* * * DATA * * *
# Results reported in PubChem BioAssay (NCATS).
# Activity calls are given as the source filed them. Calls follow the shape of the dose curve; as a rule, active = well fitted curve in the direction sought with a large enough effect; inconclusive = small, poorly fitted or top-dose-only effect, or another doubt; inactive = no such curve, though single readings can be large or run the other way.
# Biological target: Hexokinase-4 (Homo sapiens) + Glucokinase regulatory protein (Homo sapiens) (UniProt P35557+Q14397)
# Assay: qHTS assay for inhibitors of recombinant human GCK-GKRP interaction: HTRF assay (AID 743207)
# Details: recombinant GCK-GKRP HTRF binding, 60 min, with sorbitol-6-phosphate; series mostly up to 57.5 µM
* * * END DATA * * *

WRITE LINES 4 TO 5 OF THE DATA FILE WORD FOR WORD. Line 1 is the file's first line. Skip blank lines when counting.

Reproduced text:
# Assay: qHTS assay for inhibitors of recombinant human GCK-GKRP interaction: HTRF assay (AID 743207)
# Details: recombinant GCK-GKRP HTRF binding, 60 min, with sorbitol-6-phosphate; series mostly up to 57.5 µM